- radio devices still in development from a provider chosen by a consortium of freight rail operators, with mass distribution and widespread testing not expected until 2013 at the earliest
- back-office servers and software that won’t be completed until the first quarter of 2013, nor is it known to be compatible among the handful of PTC types
- ongoing track database review, the first of its kind since 1917
- need for installation, testing and modifications on more than 70,000 locomotive and rail line signals, delayed because of other software and technology issues
- absence of system architecture reliability and maintenance, backlogging system down-time tests until 2014 or 2015
- related budgeting and schedules, particularly with passenger rail carriers dependant on government funding cycles and bidding guidelines
- limited capacity of the five experienced providers of at least some of the PTC software and/or hardware
A Plan to move forward
These issues aren’t insurmountable, but they certainly do adjust the aims for near-term goals with the program, says Joseph Szabo, FRA administrator. Along with the prominent obstacles, Szabo and his organization outlined a few recommendations to Congress as they fulfill their obligation to review and approve PTC plans. Primary among them is the acceptance of partial deployment, and switching the targets of those first functional systems from congested and complex areas like Chicago and Los Angeles, to easier-to-handle rail traffic.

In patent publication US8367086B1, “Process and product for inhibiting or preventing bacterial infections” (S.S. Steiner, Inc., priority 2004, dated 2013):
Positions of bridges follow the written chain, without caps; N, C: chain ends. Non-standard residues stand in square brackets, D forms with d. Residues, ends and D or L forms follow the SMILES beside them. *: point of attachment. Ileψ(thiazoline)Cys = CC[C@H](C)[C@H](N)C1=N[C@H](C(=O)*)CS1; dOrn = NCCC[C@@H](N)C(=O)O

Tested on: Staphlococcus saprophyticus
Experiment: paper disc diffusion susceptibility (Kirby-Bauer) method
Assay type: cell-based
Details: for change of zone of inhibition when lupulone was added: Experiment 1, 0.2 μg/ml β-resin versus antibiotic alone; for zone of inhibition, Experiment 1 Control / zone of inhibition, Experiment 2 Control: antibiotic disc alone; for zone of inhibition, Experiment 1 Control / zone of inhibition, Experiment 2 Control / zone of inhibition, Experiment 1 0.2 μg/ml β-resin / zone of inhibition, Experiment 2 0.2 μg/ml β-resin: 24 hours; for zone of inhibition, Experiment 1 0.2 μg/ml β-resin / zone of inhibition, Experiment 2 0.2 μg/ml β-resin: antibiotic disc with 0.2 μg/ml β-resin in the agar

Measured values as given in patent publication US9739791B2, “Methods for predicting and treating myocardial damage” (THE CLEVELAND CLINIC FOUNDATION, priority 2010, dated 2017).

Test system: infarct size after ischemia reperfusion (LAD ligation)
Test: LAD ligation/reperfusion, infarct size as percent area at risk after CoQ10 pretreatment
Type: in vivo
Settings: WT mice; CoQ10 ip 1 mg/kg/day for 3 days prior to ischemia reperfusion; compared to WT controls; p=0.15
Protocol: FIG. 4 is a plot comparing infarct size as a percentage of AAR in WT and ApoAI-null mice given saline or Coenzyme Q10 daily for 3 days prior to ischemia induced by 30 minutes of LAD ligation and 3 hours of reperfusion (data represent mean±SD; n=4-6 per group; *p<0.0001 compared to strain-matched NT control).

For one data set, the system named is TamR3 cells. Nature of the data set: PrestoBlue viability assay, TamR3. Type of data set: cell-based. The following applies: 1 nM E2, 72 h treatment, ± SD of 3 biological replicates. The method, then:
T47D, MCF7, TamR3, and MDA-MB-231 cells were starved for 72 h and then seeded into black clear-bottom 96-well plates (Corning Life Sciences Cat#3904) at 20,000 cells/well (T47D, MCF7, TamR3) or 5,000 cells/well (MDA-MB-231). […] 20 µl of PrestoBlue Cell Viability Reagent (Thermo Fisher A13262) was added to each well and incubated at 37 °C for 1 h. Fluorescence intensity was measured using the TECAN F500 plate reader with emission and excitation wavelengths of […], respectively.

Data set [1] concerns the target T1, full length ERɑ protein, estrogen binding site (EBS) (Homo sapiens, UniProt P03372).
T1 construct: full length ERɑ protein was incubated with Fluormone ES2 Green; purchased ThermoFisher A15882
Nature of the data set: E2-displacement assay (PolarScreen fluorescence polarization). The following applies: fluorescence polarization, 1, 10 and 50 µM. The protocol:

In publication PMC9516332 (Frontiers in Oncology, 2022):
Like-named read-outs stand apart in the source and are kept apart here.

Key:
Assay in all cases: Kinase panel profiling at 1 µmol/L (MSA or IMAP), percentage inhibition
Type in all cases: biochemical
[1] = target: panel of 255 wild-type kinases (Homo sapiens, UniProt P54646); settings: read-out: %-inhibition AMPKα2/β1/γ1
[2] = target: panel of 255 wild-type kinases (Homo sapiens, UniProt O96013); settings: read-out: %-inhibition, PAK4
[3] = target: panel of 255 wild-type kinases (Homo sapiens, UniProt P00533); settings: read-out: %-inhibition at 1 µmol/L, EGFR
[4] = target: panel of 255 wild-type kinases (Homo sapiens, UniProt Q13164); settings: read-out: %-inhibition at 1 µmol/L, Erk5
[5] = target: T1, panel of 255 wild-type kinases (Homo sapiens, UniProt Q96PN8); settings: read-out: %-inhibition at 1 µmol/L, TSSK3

“While starting with the most critically important areas sounds good from a safety standpoint, it can actually end up leading to greater challenges,” said Szabo. “So it’s our thought now that we deploy … with lower hanging fruit, where it’s easier to work kinks out and establish a track record of success. Then, we can deploy into more and more complex areas.”
The FRA also asked for provisional certification of PTC systems, with added time and required approvals by the Department of Transportation subsidiary. Finally, the FRA recommended that Congress should allow it to approve “alternative safety technologies” — existing measures and stopgap programs — in lieu of some elements of PTC.
However, the FRA stopped short of any direct bump of the deadline, sweeping changes to the letter of the law, or pleas for fiscal backing.
“If Congress chooses to extend the deadline, that would be done with very real constraints … and based on verifiable good faith effort to date to be timely in implementation,” he said.